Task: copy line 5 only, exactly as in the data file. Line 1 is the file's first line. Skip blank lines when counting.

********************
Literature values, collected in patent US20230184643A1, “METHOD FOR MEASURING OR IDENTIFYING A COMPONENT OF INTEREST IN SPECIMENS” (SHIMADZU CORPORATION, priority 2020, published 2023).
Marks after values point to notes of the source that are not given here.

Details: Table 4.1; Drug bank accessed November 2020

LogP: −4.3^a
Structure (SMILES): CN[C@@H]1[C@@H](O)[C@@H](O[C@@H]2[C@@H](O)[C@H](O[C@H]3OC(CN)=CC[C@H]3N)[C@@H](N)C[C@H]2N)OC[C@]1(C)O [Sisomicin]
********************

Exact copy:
Structure (SMILES): CN[C@@H]1[C@@H](O)[C@@H](O[C@@H]2[C@@H](O)[C@H](O[C@H]3OC(CN)=CC[C@H]3N)[C@@H](N)C[C@H]2N)OC[C@]1(C)O [Sisomicin]